Sunday, April 05, 2009

LARubyConf 2009 - Dan Yoder - "Resource Oriented Architectures and Why It Matters"

Lead-off man Dan Yoder started off the day's proceedings at the Los Angeles Ruby Conference (LARubyConf) 2009, with a presentation on Ruby Waves called "Resource Oriented Architectures and Why It Matters". Despite not getting the same attention that some Ruby frameworks have, the Waves team has been tirelessly working on it. According to Dan, the foundation of Waves has gotten pretty solid. Waves adds a lot of support for things over and above just handling http requests. So what is Waves really? It is a layer on top of Rack for defining application frameworks.

The next thing beyond MVC is to help developers write more rest compliant apps.

But do the constraints in REST really buy anything? Actually, yes.

One nice thing about internet-based development, is that the existing infrastructure is already there like proxies, load balancers etc.

But why does it work? At the heart are the constraints.

The web is NOT MVC
- so why do we use it so often for web apps
- piggybacking off of the web browser

Example of busting out of the browser - RSS feeds from blogs and podcasts

OAuth SMART Proxies

Video Search
- edge caching

Resource Oriented Architecture (ROA) is just distributed objects, loosely based on Roy Fielding's definition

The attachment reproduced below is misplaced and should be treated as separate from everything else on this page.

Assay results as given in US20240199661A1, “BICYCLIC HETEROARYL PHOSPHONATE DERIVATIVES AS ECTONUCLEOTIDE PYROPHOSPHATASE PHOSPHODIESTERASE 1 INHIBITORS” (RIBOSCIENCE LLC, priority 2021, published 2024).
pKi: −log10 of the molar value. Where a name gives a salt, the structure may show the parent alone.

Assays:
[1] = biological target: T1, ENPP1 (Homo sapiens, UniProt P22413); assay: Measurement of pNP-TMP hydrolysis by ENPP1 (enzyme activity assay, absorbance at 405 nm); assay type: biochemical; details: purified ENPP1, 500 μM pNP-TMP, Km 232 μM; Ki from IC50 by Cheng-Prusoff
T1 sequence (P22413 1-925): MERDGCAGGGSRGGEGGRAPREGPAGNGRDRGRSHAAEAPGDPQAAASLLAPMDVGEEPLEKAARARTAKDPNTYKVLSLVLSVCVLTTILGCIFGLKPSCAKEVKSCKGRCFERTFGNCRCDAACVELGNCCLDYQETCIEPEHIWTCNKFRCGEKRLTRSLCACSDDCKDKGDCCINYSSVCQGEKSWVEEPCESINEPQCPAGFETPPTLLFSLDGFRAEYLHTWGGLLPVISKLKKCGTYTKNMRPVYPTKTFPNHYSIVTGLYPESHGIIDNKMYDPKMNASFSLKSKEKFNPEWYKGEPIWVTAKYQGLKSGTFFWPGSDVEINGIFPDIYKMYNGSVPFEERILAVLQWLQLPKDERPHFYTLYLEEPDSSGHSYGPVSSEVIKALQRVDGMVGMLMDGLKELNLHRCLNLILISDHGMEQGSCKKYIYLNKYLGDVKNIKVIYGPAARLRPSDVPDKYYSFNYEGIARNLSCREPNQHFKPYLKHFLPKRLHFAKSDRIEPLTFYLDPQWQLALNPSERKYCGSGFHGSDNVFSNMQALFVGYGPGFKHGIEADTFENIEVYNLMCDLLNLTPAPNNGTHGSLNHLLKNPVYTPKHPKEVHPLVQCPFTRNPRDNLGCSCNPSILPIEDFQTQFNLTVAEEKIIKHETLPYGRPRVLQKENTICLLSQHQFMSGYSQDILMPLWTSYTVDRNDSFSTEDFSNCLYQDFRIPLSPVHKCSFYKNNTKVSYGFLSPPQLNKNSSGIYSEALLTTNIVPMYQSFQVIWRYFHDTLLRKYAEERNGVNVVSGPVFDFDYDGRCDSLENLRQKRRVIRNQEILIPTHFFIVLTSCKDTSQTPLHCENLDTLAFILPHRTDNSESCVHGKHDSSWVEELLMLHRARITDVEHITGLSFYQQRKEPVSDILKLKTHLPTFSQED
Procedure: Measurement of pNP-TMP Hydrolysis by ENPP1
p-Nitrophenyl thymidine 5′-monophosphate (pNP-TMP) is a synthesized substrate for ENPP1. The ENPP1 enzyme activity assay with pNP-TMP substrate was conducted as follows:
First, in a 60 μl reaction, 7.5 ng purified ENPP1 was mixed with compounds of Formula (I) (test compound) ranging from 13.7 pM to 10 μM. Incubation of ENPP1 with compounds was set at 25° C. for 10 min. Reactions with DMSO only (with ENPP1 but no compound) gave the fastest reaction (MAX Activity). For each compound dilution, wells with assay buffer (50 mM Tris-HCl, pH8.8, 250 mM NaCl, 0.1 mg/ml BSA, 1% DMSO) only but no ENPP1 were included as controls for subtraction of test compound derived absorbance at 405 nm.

ROA solves an old problem, that there have been many attempts at solving previously with CORBA, COM, etc. But this time will be different.

Learning From Past Mistakes
- be platform neutral
- be wire neutral (any protocol)
- define meta-object protocols
- good performance, use edge and client caching
- allow layered architectures

Waves and ROA

Rich DSL for HTTP Requests

on (:get, ['location'],
:query => {:lat => /\d{4}/, :long => /\d{4}/},
:accept => [:json, :xml])

But it is still Ruby!

The One File Waves App
- influenced by Sinatra
- not quite as clean as Sinatra


A Resource DSL Example

class Blog
include Waves::Resource::Server

resource :list, :expires => 3.days, ['blogs'] do
get { model.find_all}


schema :element, ['schema', 'blog', '2009-03'] do
attributes :title, String, :descriptions => String
link :entries, :list => Story


What's with that "schema" block? This example also defines the RDF schema for the resource to provide machine-discoverability. That is one very cool aspect of ROA that I personally have not seen addressed much within the Ruby community.

Waves is really coming along, and I am planning to explore it a bit in the coming weeks. For more info, go check out

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